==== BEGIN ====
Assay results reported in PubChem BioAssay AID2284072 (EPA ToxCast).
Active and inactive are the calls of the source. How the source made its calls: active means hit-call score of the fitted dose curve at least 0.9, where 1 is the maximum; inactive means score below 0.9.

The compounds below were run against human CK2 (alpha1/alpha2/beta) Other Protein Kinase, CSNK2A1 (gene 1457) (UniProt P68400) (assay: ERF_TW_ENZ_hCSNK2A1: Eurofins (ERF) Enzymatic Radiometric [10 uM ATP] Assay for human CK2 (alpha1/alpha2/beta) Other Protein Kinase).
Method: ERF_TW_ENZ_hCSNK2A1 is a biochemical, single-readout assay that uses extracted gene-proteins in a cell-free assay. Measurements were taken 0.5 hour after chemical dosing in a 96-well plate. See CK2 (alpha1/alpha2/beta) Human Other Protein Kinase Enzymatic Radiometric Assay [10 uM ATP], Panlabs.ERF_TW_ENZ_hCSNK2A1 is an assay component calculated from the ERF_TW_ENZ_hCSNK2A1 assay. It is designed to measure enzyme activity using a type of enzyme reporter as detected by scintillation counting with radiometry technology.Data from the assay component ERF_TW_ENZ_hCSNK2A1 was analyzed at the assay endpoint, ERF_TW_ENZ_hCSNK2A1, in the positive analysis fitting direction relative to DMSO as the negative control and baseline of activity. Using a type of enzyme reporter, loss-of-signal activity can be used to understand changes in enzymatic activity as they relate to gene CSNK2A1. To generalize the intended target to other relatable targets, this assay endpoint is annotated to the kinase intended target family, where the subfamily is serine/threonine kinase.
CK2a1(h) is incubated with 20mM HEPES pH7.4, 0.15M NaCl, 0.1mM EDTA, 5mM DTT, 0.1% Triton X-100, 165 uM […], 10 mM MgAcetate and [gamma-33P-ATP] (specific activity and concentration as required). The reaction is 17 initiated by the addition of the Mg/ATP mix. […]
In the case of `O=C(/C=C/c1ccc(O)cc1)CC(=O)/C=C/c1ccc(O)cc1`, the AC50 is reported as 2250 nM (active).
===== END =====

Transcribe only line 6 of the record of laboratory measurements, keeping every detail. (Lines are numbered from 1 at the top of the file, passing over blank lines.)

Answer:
In the case of `O=C(/C=C/c1ccc(O)cc1)CC(=O)/C=C/c1ccc(O)cc1`, the AC50 is reported as 2250 nM (active).